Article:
The Beginnings of The Twelve Traditions

The Twelve Traditions of A.A. resulted from a need for guidance in our growing organization. Co-founder Bill W. wrote them in the 1940s to address the various questions that arose among A.A. groups. These principles continue to provide A.A. groups with a framework for success.

Bill W. Shares His Ideas First Through The Grapevine

In April 1946, Bill W. wrote an article for the Grapevine entitled “Twelve Suggested Points for A.A. Tradition.” This was an early presentation of what would become known as The Twelve Traditions. With his usual foresight, Bill realized that the growing organization needed more guidance. It was important to preserve A.A.’s unity and singleness of purpose during this growth.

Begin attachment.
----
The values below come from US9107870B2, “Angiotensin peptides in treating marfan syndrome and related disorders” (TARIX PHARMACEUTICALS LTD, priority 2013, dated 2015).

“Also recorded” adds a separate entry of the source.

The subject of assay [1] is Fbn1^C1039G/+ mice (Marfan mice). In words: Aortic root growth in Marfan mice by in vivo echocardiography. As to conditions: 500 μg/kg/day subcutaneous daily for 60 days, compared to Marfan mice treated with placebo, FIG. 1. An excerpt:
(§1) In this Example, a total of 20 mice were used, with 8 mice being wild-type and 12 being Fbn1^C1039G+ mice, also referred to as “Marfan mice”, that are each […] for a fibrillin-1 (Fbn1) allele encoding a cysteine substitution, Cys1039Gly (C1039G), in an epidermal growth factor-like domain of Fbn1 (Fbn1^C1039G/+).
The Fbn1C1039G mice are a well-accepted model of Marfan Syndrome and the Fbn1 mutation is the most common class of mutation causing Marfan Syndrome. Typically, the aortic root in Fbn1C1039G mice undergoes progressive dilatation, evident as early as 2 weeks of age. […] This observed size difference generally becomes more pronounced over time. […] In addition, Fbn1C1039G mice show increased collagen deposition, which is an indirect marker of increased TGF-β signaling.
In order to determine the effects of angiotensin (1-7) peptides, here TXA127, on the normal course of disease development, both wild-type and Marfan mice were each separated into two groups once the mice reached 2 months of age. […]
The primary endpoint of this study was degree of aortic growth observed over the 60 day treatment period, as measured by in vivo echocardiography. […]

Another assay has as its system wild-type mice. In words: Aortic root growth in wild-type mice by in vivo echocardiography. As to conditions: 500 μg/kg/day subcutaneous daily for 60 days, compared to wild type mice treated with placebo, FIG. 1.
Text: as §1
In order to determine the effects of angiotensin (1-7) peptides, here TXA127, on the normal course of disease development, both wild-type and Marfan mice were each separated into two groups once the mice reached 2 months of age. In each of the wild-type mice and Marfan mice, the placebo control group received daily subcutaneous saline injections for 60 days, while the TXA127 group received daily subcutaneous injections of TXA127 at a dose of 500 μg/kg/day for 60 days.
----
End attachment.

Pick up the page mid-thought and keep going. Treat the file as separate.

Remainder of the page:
Bill described these letters as a "welter of exciting and fearsome experience." They played a key role in helping him develop the Twelve Traditions.

The Grapevine published the Traditions one by one from December 1947 to November 1948. In 1950, the First International Convention in Cleveland adopted the Twelve Traditions.

The Traditions provided guidelines (not rules) that would help A.A. groups then and in the future. They addressed relationships with the outside world and within Alcoholics Anonymous itself.

Today, A.A. groups continue to use The Twelve Traditions to strive toward that group ideal of unity. The groups continue to carry the hope to still-suffering alcoholics around the world.

I offer these suggestions neither as one man’s dictum nor as a creed of any kind, but rather as a first attempt to portray that group ideal toward which we have assuredly been led by a Higher Power these ten years past.”
— Bill W. wrote in the April 1946 Grapevine article